Debbie Sadler, advice manager at Unlock, says: “Mr Joe Average may be unable to work in the field they are trained in, so it’s harder to earn a living than if they had a trade and could be self-employed.”
Atkins argues that those who have served time for white-collar crimes will often be in a better position on release than other former offenders, such as those who have been released without family support or with mental health issues and drug problems.
“All the bankers that I know came out and they had a bed that night,” he says. “While they went down, their mates are still running Fortune 500 companies. They are not going to be managing funds again but they are not going to be starving.” He recalls one former inmate and software expert who was actually offered a £150,000 job on his release.
But evidence cited by Mark Button, a professor at the Institute of Criminal Justice Studies at Portsmouth University, suggests such fortunate cases are the exception. He and colleagues undertook a study into 17 white-collar ex-offenders after release. Although some experienced a limited impact, many saw a decline in status, financial losses, negative media coverage as well as relationship breakdown and mental health issues. Of 13 mid-career individuals, eight had to sell their homes, seven took jobs at lower salaries and two could find no work.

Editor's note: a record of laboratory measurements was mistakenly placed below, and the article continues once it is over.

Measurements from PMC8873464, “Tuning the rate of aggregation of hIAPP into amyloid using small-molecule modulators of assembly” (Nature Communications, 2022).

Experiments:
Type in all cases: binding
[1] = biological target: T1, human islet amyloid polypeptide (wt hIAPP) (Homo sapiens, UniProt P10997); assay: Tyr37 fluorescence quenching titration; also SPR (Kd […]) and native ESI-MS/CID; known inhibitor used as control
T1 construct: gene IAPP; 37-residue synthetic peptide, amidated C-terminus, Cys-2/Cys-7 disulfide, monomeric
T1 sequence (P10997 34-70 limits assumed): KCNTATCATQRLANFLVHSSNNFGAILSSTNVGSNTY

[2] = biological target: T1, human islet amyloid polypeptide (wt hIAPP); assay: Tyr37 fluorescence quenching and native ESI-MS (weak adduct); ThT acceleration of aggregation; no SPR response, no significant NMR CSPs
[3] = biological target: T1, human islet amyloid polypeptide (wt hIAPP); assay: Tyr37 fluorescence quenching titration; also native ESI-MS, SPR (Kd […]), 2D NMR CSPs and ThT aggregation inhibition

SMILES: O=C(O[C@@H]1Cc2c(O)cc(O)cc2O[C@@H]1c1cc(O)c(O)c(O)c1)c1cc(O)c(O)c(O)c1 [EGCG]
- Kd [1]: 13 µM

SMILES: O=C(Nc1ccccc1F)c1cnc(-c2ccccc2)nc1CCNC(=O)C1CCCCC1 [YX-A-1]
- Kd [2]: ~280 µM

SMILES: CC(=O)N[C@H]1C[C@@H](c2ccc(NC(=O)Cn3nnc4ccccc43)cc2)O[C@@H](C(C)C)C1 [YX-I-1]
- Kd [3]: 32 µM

One interviewee went from a wealthy lifestyle to living in rented accommodation and working self-employed as a driver. Another was left with nothing after having a multimillion pound property portfolio repossessed by the banks. Seven of the 13 interviewees suffered mental health issues requiring treatment and one attempted suicide. Simon, a man from Wales cited in the study, was verbally attacked by strangers in local supermarkets, suffered a breakdown and was hospitalised.
“A number of offenders offend through the position they were in and if they are not in that position any more their chances of offending are quite low,” says Button. “A lot of them have skills and professional skills which lead them in the wrong way and talent should not be wasted. I think definitely after a suitable point they should be given new chances to do things.”
Recasting a life
Several of the best-known white-collar offenders have reinvented themselves after release. Nick Leeson spent four years in prison after bringing down Barings Bank in 1995 in a £830m rogue trading loss. After getting out, he penned a bestselling autobiography, which was made into a movie. He managed the affairs of Galway United Football Club as well as becoming an after-dinner speaker and trading coach, and appeared on Celebrity Big Brother, the reality TV programme, in 2018.
Tom Hayes, the former Citigroup trader convicted of a conspiracy to rig the Libor benchmark, was released from prison in January. He is now a consultant at Red Mist, a corporate intelligence agency, and is challenging his conviction.